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Noradrenergic Signaling and Astroglia integrates what is known about the active role of astroglia in the locus coeruleus-noradrenergic system and outlines the most recent advances in the field. It discusses the molecular mechanisms underlying norepinephrine-induced receptor activation in astroglia, cellular metabolism and CNS energy provision, in vitro, ex vivo, and in vivo models, gliosignalling and neuronal activity, and astroglial networks, gap junctions, and morphological plasticity. The book also addresses the role of astroglial adrenergic receptor activation in memory formation, cognition, regulation of sleep homeostasis, and lastly in neurological disorders, including trauma (cellular edema), neurodegeneration (Alzheimer’s disease), and neuroinflammation (multiple sclerosis). Noradrenergic Signaling and Astroglia is a valuable source of new knowledge for a wide audience, including graduate students, post-doctoral fellows, and researchers in neuroscience, life sciences, and the biological and biomedical sciences.
- Covers what is currently known about the role of astroglia in the noradrenergic system
- Provides biochemical and physiological mechanistic data to understand how noradrenergic signals acting on astroglia produce observed effects
- Includes figures and tables of structures, mechanisms and processes related to astroglia and noradrenergic signaling in CNS
Neuroscientists, graduate and undergraduate students in biological and biomedical sciences, post-doctoral fellows, researchers
- Locus coeruleus noradrenergic neurons and astroglia in health and disease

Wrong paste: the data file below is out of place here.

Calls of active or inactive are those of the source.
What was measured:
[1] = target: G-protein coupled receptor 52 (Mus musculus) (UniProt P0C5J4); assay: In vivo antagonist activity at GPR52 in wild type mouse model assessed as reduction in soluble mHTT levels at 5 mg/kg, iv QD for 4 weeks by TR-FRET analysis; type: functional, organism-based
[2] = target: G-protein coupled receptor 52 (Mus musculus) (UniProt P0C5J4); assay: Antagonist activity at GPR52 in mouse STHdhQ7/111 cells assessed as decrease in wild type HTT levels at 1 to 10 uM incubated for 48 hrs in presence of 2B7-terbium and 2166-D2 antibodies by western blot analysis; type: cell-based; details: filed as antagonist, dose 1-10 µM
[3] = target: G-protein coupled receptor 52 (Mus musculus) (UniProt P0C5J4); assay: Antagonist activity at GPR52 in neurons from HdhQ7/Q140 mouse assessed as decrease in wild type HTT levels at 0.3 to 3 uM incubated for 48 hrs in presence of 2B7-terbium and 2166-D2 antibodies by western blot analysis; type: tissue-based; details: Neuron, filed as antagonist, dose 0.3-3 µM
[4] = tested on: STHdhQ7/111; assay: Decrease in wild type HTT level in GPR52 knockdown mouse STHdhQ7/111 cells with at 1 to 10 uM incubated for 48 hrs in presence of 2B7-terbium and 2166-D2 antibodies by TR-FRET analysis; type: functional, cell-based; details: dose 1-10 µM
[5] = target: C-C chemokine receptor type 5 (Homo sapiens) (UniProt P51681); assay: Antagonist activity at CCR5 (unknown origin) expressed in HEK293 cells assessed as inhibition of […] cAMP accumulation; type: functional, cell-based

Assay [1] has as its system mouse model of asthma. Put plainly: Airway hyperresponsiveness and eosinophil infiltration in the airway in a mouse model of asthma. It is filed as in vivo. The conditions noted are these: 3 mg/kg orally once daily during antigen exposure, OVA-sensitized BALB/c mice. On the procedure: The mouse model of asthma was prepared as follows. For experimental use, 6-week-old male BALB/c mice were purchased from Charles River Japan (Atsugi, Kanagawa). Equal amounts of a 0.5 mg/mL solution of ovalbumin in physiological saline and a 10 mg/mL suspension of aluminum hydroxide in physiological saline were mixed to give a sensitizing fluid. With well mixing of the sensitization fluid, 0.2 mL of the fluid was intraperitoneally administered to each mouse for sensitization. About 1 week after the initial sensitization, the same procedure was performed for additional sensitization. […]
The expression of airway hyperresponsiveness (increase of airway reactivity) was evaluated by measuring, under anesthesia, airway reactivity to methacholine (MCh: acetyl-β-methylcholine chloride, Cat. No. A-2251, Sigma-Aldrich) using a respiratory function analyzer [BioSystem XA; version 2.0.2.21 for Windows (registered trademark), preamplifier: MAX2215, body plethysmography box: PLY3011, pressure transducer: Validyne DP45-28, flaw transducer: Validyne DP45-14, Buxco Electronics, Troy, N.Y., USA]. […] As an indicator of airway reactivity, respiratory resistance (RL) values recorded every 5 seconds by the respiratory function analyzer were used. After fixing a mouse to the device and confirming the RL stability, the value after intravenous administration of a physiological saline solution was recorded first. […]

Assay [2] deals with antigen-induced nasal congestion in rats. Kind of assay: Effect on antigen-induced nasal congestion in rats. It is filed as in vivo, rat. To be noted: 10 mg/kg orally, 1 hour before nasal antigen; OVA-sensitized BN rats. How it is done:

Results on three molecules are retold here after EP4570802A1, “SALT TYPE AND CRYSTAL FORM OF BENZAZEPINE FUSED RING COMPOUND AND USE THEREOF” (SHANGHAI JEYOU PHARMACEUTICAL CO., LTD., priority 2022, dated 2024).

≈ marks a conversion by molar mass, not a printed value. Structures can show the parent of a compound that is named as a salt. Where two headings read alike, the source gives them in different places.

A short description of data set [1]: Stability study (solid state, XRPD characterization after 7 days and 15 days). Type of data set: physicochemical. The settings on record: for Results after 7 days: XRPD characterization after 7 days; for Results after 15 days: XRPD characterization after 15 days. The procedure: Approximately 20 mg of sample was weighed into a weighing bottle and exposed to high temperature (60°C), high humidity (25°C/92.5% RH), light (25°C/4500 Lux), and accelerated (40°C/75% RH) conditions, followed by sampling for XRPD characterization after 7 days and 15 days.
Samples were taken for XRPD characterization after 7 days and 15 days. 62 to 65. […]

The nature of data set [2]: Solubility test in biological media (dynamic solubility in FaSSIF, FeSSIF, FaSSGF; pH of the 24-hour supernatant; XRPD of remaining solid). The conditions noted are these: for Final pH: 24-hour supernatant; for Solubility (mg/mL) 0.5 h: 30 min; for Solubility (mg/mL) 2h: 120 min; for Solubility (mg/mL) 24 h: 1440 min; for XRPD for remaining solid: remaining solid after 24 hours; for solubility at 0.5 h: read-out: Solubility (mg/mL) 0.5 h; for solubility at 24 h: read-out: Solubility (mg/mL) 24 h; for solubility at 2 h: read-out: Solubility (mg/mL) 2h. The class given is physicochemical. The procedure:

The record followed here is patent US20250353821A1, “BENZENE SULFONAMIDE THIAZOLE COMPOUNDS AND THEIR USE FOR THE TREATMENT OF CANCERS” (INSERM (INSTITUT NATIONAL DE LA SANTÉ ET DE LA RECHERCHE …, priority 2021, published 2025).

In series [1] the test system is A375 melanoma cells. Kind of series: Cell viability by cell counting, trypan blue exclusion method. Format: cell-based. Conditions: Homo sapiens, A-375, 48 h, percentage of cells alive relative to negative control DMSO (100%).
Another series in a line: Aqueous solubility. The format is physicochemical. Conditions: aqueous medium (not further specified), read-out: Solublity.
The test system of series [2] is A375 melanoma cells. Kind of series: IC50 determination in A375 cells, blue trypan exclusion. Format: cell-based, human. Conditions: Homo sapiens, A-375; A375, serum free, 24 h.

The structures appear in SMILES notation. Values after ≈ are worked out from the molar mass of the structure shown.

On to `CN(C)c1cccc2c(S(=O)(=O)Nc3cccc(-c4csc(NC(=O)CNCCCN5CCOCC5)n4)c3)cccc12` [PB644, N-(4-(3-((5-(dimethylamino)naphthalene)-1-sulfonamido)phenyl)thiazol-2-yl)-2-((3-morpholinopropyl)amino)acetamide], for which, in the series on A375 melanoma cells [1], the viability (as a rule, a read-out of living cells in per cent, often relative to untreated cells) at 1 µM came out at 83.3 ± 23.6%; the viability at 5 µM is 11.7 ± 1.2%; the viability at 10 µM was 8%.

Robert Zorec, Nina Vardjan and Alexei Verkhratsky
2. Astroglial adrenergic receptor signaling in brain cortex
Leif Hertz and Ye Chen
3. White matter astrocytes: Adrenergic mechanisms
Maria Papanikolaou and A.M. Butt
4. Role for astroglial α1-adrenergic receptors in glia-neuron communications and aging-related metaplasticity in the neocortex
Ulyana Lalo and Yuriy Pankratov
5. Adrenergic Ca2+ and cAMP excitability: Effects on glucose availability and cell morphology in astrocytes
Nina Vardjan, Marko Kreft and Robert Zorec
6. Adrenergic receptors on astrocytes modulate gap junctions
Eliana Scemes, Randy F. Stout, Jr. and David C. Spray
7. Fluxes of lactate into, from, and among gap junction-coupled astroglia and their interaction with noradrenaline
Gerald A. Dienel
8. Dialogue between astrocytes and noradrenergic neurones via L-lactate
Anja G. Teschemacher and Sergey Kasparov
9. Noradrenergic system and memory: The role of astrocytes
Manuel Zenger, Sophie Burlet-Godinot, Jean-Marie Petit and Pierre J. Magistretti
10. Hippocampal noradrenaline regulates spatial working memory in the rat
Rosario Gulino, Anna Kostenko, Gioacchino De Leo, Serena Alexa Emmi, Domenico Nunziata and Giampiero Leanza
11. Enteric astroglia and noradrenergic/purinergic signaling
Vladimir Grubišić and Vladimir Parpura
12. Noradrenaline drives structural changes in astrocytes and brain extracellular space
Ang D. Sherpa, Chiye Aoki and Sabina Hrabetova
13. Signalling pathway of ß-adrenergic receptor in astrocytes and its relevance to brain oedema
Alexei Verkhratsky and Liang Peng
14. Noradrenaline, astroglia, and neuroinflammation
José L.M. Madrigal
15. Astrocytic ß2 adrenergic receptors and multiple sclerosis
Jacques De Keyser
16. Potentiation of ß-amyloid–induced cortical inflammation by noradrenaline and noradrenergic depletion: Implications for Alzheimer’s disease
Douglas L. Feinstein and Michael T. Heneka
- No. of pages:
- © Academic Press 2017
- 20th July 2017
- Academic Press
- Hardcover ISBN:
- eBook ISBN: